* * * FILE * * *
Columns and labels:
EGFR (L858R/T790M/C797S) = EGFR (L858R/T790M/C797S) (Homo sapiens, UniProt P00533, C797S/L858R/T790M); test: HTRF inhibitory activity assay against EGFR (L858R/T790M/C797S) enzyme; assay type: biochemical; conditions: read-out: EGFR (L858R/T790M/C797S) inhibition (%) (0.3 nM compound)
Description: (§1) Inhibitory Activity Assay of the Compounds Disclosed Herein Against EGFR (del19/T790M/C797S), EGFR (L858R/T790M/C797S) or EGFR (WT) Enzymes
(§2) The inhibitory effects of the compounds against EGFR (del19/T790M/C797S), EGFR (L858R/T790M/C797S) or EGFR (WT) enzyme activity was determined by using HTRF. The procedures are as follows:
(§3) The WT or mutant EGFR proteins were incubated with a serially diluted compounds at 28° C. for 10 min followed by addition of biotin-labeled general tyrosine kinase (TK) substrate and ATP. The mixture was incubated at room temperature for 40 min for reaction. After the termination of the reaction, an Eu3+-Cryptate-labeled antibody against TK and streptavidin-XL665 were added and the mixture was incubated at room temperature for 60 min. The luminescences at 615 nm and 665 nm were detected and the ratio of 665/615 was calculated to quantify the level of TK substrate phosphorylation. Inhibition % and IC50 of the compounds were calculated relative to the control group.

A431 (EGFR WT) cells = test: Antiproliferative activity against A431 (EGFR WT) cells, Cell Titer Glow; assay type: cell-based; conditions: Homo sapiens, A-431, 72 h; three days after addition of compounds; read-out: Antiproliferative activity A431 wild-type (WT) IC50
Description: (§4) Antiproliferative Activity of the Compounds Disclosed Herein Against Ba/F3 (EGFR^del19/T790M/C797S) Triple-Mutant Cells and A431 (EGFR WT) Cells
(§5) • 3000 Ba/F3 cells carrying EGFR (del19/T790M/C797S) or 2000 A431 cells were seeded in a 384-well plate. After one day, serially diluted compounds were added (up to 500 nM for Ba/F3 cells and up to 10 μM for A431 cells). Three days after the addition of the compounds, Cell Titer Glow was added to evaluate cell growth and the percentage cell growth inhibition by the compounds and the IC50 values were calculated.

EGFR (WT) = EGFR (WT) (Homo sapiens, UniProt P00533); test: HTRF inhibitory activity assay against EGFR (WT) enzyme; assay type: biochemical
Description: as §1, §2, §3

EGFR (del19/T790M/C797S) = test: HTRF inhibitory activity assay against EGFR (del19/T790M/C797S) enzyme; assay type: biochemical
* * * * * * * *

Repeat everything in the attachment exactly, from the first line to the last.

Columns and labels:
EGFR (L858R/T790M/C797S) = EGFR (L858R/T790M/C797S) (Homo sapiens, UniProt P00533, C797S/L858R/T790M); test: HTRF inhibitory activity assay against EGFR (L858R/T790M/C797S) enzyme; assay type: biochemical; conditions: read-out: EGFR (L858R/T790M/C797S) inhibition (%) (0.3 nM compound)
Description: (§1) Inhibitory Activity Assay of the Compounds Disclosed Herein Against EGFR (del19/T790M/C797S), EGFR (L858R/T790M/C797S) or EGFR (WT) Enzymes
(§2) The inhibitory effects of the compounds against EGFR (del19/T790M/C797S), EGFR (L858R/T790M/C797S) or EGFR (WT) enzyme activity was determined by using HTRF. The procedures are as follows:
(§3) The WT or mutant EGFR proteins were incubated with a serially diluted compounds at 28° C. for 10 min followed by addition of biotin-labeled general tyrosine kinase (TK) substrate and ATP. The mixture was incubated at room temperature for 40 min for reaction. After the termination of the reaction, an Eu3+-Cryptate-labeled antibody against TK and streptavidin-XL665 were added and the mixture was incubated at room temperature for 60 min. The luminescences at 615 nm and 665 nm were detected and the ratio of 665/615 was calculated to quantify the level of TK substrate phosphorylation. Inhibition % and IC50 of the compounds were calculated relative to the control group.

A431 (EGFR WT) cells = test: Antiproliferative activity against A431 (EGFR WT) cells, Cell Titer Glow; assay type: cell-based; conditions: Homo sapiens, A-431, 72 h; three days after addition of compounds; read-out: Antiproliferative activity A431 wild-type (WT) IC50
Description: (§4) Antiproliferative Activity of the Compounds Disclosed Herein Against Ba/F3 (EGFR^del19/T790M/C797S) Triple-Mutant Cells and A431 (EGFR WT) Cells
(§5) • 3000 Ba/F3 cells carrying EGFR (del19/T790M/C797S) or 2000 A431 cells were seeded in a 384-well plate. After one day, serially diluted compounds were added (up to 500 nM for Ba/F3 cells and up to 10 μM for A431 cells). Three days after the addition of the compounds, Cell Titer Glow was added to evaluate cell growth and the percentage cell growth inhibition by the compounds and the IC50 values were calculated.

EGFR (WT) = EGFR (WT) (Homo sapiens, UniProt P00533); test: HTRF inhibitory activity assay against EGFR (WT) enzyme; assay type: biochemical
Description: as §1, §2, §3

EGFR (del19/T790M/C797S) = test: HTRF inhibitory activity assay against EGFR (del19/T790M/C797S) enzyme; assay type: biochemical